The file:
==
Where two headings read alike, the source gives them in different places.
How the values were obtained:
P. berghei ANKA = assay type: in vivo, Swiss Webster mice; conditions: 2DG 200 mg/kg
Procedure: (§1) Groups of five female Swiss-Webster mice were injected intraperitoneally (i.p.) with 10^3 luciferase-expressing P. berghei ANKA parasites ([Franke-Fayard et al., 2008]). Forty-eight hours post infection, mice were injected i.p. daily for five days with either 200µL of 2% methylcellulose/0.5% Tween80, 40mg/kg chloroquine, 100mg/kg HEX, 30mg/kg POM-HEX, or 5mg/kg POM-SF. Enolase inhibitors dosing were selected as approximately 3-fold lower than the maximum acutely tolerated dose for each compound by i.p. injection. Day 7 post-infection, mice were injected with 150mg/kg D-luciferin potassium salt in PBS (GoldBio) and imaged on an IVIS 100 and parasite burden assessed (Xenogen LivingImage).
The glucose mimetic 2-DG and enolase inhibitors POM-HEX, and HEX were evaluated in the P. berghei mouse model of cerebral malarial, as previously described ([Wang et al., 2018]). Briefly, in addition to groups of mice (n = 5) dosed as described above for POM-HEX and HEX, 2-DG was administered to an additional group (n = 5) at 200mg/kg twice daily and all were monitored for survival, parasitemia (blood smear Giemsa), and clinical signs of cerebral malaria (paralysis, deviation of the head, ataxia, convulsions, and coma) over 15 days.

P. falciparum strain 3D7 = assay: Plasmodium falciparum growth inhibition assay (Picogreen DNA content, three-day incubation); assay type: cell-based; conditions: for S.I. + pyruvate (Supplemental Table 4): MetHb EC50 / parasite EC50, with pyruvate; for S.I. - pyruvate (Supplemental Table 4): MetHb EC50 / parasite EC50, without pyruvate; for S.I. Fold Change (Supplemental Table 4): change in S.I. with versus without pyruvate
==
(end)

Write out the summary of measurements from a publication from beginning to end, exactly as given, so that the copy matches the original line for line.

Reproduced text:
Where two headings read alike, the source gives them in different places.
How the values were obtained:
P. berghei ANKA = assay type: in vivo, Swiss Webster mice; conditions: 2DG 200 mg/kg
Procedure: (§1) Groups of five female Swiss-Webster mice were injected intraperitoneally (i.p.) with 10^3 luciferase-expressing P. berghei ANKA parasites ([Franke-Fayard et al., 2008]). Forty-eight hours post infection, mice were injected i.p. daily for five days with either 200µL of 2% methylcellulose/0.5% Tween80, 40mg/kg chloroquine, 100mg/kg HEX, 30mg/kg POM-HEX, or 5mg/kg POM-SF. Enolase inhibitors dosing were selected as approximately 3-fold lower than the maximum acutely tolerated dose for each compound by i.p. injection. Day 7 post-infection, mice were injected with 150mg/kg D-luciferin potassium salt in PBS (GoldBio) and imaged on an IVIS 100 and parasite burden assessed (Xenogen LivingImage).
The glucose mimetic 2-DG and enolase inhibitors POM-HEX, and HEX were evaluated in the P. berghei mouse model of cerebral malarial, as previously described ([Wang et al., 2018]). Briefly, in addition to groups of mice (n = 5) dosed as described above for POM-HEX and HEX, 2-DG was administered to an additional group (n = 5) at 200mg/kg twice daily and all were monitored for survival, parasitemia (blood smear Giemsa), and clinical signs of cerebral malaria (paralysis, deviation of the head, ataxia, convulsions, and coma) over 15 days.

P. falciparum strain 3D7 = assay: Plasmodium falciparum growth inhibition assay (Picogreen DNA content, three-day incubation); assay type: cell-based; conditions: for S.I. + pyruvate (Supplemental Table 4): MetHb EC50 / parasite EC50, with pyruvate; for S.I. - pyruvate (Supplemental Table 4): MetHb EC50 / parasite EC50, without pyruvate; for S.I. Fold Change (Supplemental Table 4): change in S.I. with versus without pyruvate